Security researcher Dave Walker tweeted out the fact that Zuckerberg was using Signal, writing on 4 April: "In another turn of events, Mark Zuckerberg also respects his own privacy, by using a chat app that has end-to-end encryption and isn't owned by @facebook."
"This is the number associated with his account from the recent Facebook leak."
In another turn of events, Mark Zuckerberg also respects his own privacy, by using a chat app that has end-to-end encryption and isn't owned by @facebook
And he added: "Regarding the #FacebookLeak, of the 533M people in the leak – the irony is that Mark Zuckerberg is regrettably included in the leak as well.
"If journalists are struggling to get a statement from @facebook, maybe just give him a call, from the tel in the leak?"
Good call. He is. pic.twitter.com/X4bn0Xh96P— Dave Walker (@Daviey) April 4, 2021
The people the Signal app saw a good marketing opportunity and put out a tweet, in which they said: "With the May 15th WhatsApp Terms of Service acceptance deadline fast approaching, Mark leads by example."
With the May 15th WhatsApp Terms of Service acceptance deadline fast approaching, Mark leads by example:https://t.co/Mt5YksaAxL— Signal (@signalapp) April 6, 2021
The mention of 15 May refers to privacy changes in WhatsApp that WhatsApp had said it would introduce during the third week of January.
The changes will mean that communications with businesses by WhatsApp users — whether by email, phone or WhatsApp itself — will be visible to the application.
That information may then be used for marketing purposes, including advertising on Facebook, according to an early FAQ.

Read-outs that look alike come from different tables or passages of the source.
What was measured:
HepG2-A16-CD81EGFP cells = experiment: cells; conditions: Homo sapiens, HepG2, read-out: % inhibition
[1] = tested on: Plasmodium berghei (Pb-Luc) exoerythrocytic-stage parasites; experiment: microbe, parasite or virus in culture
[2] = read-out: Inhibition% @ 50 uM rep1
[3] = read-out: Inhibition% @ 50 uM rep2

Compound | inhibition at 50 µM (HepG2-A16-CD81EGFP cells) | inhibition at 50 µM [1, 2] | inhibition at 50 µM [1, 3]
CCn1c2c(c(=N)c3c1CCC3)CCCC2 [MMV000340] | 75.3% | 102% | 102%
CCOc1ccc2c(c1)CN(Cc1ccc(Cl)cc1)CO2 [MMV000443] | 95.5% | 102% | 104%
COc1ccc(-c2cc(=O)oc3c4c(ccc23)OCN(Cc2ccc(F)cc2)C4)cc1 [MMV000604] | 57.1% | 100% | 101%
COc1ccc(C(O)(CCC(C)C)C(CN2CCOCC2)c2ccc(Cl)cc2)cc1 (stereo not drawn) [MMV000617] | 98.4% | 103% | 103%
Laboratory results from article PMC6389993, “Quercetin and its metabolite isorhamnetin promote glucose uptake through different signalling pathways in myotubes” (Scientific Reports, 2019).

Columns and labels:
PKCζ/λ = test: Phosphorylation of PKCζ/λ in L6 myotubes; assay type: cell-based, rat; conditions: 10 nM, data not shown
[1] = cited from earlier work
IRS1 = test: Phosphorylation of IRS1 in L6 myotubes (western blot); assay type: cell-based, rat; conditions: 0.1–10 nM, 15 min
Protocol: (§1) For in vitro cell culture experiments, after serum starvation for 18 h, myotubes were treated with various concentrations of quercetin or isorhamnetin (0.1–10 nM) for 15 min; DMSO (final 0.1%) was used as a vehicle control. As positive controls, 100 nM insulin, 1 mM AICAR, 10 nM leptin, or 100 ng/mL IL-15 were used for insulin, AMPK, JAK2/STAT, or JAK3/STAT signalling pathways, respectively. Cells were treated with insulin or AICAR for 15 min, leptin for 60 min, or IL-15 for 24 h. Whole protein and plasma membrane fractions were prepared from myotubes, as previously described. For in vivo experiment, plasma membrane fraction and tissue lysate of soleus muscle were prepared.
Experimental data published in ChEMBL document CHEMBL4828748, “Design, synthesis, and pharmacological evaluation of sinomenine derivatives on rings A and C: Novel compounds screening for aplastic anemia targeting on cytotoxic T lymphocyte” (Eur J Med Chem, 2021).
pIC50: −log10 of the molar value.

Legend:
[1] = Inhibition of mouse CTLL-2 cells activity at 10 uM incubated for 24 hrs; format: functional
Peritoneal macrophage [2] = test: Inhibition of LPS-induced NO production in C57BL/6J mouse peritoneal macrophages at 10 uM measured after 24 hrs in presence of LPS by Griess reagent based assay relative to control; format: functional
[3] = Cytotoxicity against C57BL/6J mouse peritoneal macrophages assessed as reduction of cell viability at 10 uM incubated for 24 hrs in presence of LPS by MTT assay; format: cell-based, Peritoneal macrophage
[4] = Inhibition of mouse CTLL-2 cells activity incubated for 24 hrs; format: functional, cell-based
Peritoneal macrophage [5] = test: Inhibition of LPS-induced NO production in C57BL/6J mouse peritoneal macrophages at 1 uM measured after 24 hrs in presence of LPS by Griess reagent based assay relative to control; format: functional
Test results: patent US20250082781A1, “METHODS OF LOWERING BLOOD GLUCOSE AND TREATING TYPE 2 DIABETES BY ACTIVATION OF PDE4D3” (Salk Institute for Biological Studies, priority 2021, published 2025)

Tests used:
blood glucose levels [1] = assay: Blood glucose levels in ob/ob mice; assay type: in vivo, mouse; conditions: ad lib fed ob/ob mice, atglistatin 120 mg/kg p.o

A later FAQ said: "To give you enough time to review changes at your own pace and convenience, we’ve extended the effective date to 15 May.
"If you haven’t accepted by then, WhatsApp will not delete your account. However, you won't have full functionality of WhatsApp until you accept.
"For a short time, you'll be able to receive calls and notifications, but won't be able to read or send messages from the app."
The company did not define what "a short time" was. Neither did it say what would happen after this "short time".
It offered the following options for users: "You can still accept the updates after 15 May. Our policy related to inactive users will apply."
The policy for inactive users is that accounts are deleted after 120 days of inactivity, with inactivity being defined as the user not connecting to WhatsApp.
"Before 15 May, you can export your chat history on Android or iPhone, and download a report of your account," the FAQ continued.
"If you’d like to delete your account on Android, iPhone, or KaiOS, we hope you reconsider. It is something we cannot reverse as it erases your message history, removes you from all of your WhatsApp groups, and deletes your WhatsApp back-ups."
The Signal app offers end-to-end encryption and its development is led by respected cryptographer Moxie Marlinspike.
One of the people behind WhatsApp, Brian Acton, has helped set up a non-profit foundation to develop Signal and make private communication accessible and ubiquitous.
Marlinspike said in a blog post in February 2018 that the Signal Foundation had been created by Brian Acton, the co-founder of WhatsApp which was bought by Facebook.
Acton left WhatsApp and Facebook in 2017 and Marlinspike said he had been "thinking about how to best focus his future time and energy on building nonprofit technology for public good".
He said Signal had been started with the vision that private communication could be simple, at a time when "the industry consensus was largely that encryption and cryptography would remain unusable".